Last updated: 8 October 2020
In this guide, you’ll find answers to the following questions:
How have lightbulbs changed since they were invented?
What energy-efficient lightbulbs are currently available?
How expensive are energy-efficient lightbulbs?
How do energy-efficient lightbulbs help the environment?
How can you use your lightbulbs efficiently?
Everyone’s energy bill is slightly different - not all of us have a tumble dryer using energy or games consoles plugged in all evening. One thing we all have in common, though, is lighting. Whether you have overhead lights, floor lamps, table lamps, lava lamps, extractor fan lights, lights for your garden, lights activated by Alexa or any other type of lighting, around 15% of our bills tend to be attributed to our lights.
As is the case with pretty much everything we use around the house, we can stand to be more energy-efficient when it comes to our lights. There are measures we can take surrounding how often the lights come on and how long they’re on for, such as putting exterior lights on a timer or making them motion-activated, and remembering to turn lights off that we’re not using, but what about when the lights are actually on?
The best (and probably only) thing you can do is ensure you’re using lightbulbs that are as energy-efficient as possible, whether you’ve got standard or spotlight light fittings (or a mixture). In the UK, lightbulbs have commonly been of the traditional or halogen varieties, which are not efficient types of bulb. There has been a move in recent years to encourage people to move away from buying these bulbs and start purchasing more energy-efficient alternatives.
Having first been employed extensively in the late 1870s on both sides of the Atlantic, it was inevitable that lightbulbs would be improved upon. The merger of Thomas Edison and Joseph Swan’s competing companies in 1883 created the first mass lightbulb manufacturer, but the incandescent bulbs they made at the time are now largely obsolete. This is due to newer materials that were unavailable at the time, combined with newer technologies and greater understanding of the physics involved. The alternatives we have now are cheaper, brighter and longer-lasting than the bulbs that lit up buildings 140 years ago.
There are now two main kinds of energy-efficient lightbulb available to UK customers: Compact Fluorescent Lamps (CFLs) and Light Emitting Diodes (LEDs).
Here are a few of their key stats compared to the halogen bulbs that have largely been phased out:
|Lifespan||1,000-2,000 hours||8,000 hours||25,000 hours|
|Cost per year to operate||£23.88||£5.07||£3.60|
|CO2 emissions per year||172.68kg||44.02kg||28.80kg|
Stats taken from thelightbulb.co.uk.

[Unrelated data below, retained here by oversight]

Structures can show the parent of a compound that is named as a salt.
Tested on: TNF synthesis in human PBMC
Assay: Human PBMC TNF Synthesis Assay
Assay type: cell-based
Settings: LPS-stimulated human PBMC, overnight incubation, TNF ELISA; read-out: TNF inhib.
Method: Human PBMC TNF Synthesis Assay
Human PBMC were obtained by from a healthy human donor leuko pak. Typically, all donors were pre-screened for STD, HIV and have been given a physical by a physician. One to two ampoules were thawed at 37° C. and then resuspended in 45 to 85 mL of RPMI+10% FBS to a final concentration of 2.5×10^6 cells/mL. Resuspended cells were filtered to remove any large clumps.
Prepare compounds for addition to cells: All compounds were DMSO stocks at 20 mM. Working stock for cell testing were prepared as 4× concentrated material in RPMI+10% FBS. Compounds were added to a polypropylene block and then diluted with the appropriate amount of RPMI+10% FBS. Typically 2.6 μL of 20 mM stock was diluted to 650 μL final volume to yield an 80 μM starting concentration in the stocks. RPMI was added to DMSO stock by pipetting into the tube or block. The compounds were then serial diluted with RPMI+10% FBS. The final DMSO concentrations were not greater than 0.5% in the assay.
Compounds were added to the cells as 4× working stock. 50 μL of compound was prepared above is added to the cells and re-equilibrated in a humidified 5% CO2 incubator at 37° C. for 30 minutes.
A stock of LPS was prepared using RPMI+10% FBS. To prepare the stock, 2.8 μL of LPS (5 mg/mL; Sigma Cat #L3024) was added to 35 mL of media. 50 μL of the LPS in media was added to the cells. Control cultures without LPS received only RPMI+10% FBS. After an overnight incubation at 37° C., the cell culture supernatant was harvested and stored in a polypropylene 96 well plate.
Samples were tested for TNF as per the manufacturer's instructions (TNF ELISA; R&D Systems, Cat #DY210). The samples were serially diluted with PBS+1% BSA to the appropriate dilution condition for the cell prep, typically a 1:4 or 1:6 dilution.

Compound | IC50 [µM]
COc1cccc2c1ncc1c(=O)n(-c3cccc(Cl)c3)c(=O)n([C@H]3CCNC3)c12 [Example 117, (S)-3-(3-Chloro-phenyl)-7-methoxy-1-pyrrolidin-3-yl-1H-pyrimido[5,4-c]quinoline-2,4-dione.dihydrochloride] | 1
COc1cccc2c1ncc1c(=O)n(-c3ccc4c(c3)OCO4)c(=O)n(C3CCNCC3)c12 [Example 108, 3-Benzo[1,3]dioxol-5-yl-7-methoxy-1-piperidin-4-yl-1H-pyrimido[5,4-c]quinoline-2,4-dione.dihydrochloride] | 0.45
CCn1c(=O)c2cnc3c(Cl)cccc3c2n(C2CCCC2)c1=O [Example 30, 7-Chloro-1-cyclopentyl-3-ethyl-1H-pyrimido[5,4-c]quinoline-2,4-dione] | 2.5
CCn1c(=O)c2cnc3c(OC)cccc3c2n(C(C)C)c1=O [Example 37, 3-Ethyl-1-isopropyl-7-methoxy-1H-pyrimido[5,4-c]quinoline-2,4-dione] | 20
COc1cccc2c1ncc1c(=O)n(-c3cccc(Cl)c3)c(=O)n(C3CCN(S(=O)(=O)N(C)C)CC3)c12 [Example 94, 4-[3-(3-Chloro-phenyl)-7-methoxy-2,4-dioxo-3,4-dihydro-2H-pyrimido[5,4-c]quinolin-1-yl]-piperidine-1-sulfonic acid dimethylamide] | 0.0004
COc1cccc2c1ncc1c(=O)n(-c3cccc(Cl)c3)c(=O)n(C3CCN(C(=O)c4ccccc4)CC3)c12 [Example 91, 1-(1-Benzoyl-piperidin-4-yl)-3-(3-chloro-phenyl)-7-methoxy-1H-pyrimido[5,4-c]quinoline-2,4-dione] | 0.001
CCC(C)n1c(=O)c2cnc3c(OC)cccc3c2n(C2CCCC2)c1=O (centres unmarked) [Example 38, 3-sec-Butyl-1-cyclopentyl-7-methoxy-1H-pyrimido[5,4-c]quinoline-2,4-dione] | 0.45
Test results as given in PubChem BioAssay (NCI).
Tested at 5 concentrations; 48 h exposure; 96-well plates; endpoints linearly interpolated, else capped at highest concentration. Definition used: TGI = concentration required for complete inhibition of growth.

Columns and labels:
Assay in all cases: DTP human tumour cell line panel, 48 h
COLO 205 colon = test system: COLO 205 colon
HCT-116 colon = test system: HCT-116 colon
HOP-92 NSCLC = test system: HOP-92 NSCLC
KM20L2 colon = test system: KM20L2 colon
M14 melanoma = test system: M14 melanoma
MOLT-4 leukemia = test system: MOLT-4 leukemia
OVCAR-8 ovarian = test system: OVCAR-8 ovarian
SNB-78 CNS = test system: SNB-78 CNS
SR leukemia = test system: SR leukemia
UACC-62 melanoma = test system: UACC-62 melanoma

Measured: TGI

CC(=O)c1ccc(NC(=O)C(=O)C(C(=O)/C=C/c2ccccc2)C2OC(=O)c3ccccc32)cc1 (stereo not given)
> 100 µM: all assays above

There are clear and obvious advantages to using CFLs or LEDs. They last longer, they cost less for you to operate and they’re better for the environment. In any rate, it is becoming increasingly difficult to get your hands on incandescent or halogen lightbulbs, as they’ve been phased out within the EU wherever possible available (though sometimes they need to be used in ovens and security lights).
No - looking at the table, you’d think that energy-efficient lightbulbs are more expensive than incandescent options, this isn’t really the case. Although the top-end bulbs can cost £12 or £13 as opposed to a top-end incandescent costing £6, it’s worth remembering that, if you need to spend that much on the bulb, the savings you’ll make over its lifetime are significant. This is because the bulb will last much longer than incandescents - as you can see, it will last around 25,000 hours, which is much longer than the potential 2,000 hours an incandescent would last. If you had the bulb on for six hours a day, it would last over 4,000 days.
Yes, by virtue of the fact that they use less energy than incandescent bulbs. A lot of the energy that incandescent bulbs use ends up being wasted as heat rather than light, but not so much heat that you can benefit from it. Not only does a CFL or LED bulb use less energy, but a much greater proportion goes into light being emitted rather than heat.
Additionally, if they use less energy, this dramatically decreases demand from power plants and therefore lessens greenhouse gas emissions. Their longer lifespan means they won’t end up as landfill as readily as bulbs that last for significantly less time, as they can be recycled easily at a normal recycling station. Finally, in theory, fewer materials are needed to create the bulbs because fewer are needed, though this is obviously difficult to substantiate.
While investing in energy-efficient lightbulbs is a great first step, there are various ways in which you can make sure you’re using your lights efficiently when they’re on.
Make sure you turn the lights off when you leave the room, unless you’re coming back
Only turn on the lights you need - for example, you probably don’t need to have both the overhead lights and the lamps on
Put external lights on a timer or a motion sensor, so they’re only on when they’re needed. Your energy bill won’t be too high and your neighbours will thank you!
Ultimately, lightbulbs are only one step towards ensuring that your life is as energy-efficient as possible - there are a huge number of things you can do to save energy in all areas of your life, as you can see here. However, when you consider the ease with which you can switch your poorly-performing lightbulbs for long-lasting, energy-efficient options and the overall effect they’ll have on your bill, this is by far the best (and quickest) place for you to start.